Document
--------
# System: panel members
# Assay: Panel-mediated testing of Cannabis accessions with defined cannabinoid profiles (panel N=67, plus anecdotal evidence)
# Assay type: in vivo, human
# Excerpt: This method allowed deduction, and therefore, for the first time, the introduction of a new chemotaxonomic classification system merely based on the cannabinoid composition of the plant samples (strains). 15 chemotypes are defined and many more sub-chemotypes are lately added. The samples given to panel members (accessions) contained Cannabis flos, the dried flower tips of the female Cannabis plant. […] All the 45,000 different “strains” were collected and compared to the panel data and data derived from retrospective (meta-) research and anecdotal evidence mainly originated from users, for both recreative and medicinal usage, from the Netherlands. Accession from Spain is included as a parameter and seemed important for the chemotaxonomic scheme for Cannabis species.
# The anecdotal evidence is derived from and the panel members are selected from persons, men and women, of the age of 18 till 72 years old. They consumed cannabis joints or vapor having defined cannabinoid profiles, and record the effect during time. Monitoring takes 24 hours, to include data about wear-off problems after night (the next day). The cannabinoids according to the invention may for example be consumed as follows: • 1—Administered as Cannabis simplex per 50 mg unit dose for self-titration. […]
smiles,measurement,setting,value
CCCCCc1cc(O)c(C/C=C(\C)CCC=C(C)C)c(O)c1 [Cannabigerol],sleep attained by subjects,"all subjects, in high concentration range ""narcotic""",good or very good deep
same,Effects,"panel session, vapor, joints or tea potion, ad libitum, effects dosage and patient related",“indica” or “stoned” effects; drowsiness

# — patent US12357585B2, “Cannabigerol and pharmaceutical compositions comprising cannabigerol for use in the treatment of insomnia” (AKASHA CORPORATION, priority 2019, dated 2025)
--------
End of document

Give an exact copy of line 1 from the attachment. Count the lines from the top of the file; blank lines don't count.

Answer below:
# System: panel members